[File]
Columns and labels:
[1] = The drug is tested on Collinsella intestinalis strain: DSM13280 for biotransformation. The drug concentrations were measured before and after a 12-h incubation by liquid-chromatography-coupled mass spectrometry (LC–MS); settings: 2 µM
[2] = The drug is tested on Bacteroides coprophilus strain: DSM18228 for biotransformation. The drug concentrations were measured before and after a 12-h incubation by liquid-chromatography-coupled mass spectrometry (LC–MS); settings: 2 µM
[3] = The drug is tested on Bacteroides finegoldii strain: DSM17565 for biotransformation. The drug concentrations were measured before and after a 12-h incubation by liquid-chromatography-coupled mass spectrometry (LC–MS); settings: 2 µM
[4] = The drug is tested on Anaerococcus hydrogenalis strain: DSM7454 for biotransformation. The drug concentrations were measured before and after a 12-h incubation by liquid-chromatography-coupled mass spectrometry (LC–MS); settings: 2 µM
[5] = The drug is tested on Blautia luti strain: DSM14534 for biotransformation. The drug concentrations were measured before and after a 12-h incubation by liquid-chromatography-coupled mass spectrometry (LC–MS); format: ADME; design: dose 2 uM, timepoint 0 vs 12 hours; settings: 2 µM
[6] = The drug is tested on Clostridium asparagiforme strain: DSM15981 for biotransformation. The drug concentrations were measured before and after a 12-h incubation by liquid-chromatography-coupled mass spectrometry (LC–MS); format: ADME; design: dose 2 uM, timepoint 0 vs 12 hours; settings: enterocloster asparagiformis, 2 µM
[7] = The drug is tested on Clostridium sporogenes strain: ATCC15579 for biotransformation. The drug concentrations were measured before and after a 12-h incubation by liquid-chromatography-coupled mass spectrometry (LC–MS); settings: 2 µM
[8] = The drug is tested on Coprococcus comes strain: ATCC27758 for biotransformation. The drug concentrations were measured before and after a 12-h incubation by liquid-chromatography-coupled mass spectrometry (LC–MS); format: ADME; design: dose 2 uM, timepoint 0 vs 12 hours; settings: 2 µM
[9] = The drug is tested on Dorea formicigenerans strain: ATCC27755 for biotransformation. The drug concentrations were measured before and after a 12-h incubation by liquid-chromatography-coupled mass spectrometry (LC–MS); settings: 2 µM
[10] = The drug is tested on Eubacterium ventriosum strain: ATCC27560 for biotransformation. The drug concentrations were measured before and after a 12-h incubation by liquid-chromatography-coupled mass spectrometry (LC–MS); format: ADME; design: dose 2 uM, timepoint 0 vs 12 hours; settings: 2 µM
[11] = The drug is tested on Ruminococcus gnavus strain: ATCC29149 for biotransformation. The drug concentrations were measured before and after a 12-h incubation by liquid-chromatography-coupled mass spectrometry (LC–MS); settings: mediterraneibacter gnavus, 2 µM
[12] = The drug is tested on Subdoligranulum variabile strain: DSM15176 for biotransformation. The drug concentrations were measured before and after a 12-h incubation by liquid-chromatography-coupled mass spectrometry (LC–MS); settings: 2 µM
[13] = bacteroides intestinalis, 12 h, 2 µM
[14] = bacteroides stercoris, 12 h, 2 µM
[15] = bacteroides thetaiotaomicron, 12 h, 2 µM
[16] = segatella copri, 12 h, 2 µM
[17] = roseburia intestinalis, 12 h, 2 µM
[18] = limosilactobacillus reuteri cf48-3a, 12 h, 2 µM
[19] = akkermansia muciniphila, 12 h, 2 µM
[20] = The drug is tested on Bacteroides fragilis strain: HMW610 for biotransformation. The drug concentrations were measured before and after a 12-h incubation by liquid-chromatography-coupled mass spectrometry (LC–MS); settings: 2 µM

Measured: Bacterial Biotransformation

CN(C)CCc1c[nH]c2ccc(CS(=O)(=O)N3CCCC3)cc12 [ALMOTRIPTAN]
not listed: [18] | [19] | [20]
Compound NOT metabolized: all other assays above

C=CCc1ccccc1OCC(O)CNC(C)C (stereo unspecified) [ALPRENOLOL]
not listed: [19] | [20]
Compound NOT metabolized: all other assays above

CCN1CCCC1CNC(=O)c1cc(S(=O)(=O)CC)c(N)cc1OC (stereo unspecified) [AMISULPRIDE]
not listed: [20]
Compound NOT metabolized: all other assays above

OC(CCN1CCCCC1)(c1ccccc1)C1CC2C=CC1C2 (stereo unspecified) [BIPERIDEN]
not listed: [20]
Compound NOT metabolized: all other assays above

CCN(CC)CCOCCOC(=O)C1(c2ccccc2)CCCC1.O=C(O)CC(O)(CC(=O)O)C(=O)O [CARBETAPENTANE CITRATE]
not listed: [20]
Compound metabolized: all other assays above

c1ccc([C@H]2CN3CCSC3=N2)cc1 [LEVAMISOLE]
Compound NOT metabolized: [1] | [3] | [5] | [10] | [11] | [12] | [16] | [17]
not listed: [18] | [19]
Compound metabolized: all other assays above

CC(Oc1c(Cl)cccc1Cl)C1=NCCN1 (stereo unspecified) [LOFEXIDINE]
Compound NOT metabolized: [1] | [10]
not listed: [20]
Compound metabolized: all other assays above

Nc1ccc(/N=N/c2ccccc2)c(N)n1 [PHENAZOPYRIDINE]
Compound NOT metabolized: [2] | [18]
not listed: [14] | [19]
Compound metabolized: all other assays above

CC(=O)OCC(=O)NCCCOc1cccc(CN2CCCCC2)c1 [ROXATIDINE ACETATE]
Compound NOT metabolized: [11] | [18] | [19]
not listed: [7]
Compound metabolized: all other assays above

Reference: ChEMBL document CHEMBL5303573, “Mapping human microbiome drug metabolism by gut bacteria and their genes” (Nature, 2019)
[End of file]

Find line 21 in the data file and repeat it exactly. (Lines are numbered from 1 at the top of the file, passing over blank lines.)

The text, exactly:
[20] = The drug is tested on Bacteroides fragilis strain: HMW610 for biotransformation. The drug concentrations were measured before and after a 12-h incubation by liquid-chromatography-coupled mass spectrometry (LC–MS); settings: 2 µM